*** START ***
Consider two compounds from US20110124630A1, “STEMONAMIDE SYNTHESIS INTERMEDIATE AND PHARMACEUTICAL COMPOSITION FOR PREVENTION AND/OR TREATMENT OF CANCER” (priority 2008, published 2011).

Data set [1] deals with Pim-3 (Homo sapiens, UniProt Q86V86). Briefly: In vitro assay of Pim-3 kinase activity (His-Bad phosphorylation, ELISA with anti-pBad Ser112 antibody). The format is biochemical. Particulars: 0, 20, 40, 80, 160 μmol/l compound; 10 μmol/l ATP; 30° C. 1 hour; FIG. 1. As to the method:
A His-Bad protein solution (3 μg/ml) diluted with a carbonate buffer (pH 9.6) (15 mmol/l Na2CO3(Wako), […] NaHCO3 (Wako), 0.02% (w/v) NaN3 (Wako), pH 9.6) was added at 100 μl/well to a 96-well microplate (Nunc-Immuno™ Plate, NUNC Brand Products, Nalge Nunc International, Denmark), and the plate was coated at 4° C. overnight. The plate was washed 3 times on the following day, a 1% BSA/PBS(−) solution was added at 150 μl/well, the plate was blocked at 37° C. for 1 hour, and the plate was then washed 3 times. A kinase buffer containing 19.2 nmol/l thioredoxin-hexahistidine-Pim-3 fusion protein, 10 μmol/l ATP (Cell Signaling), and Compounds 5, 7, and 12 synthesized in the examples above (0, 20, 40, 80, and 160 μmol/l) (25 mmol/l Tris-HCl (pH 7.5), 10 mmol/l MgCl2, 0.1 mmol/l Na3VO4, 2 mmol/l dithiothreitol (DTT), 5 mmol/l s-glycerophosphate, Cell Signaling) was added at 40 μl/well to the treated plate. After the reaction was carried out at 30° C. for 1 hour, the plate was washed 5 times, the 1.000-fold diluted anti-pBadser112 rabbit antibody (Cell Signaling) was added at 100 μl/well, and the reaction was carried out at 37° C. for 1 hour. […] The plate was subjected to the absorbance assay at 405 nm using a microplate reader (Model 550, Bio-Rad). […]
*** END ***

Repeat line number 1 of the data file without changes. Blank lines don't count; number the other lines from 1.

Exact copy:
Consider two compounds from US20110124630A1, “STEMONAMIDE SYNTHESIS INTERMEDIATE AND PHARMACEUTICAL COMPOSITION FOR PREVENTION AND/OR TREATMENT OF CANCER” (priority 2008, published 2011).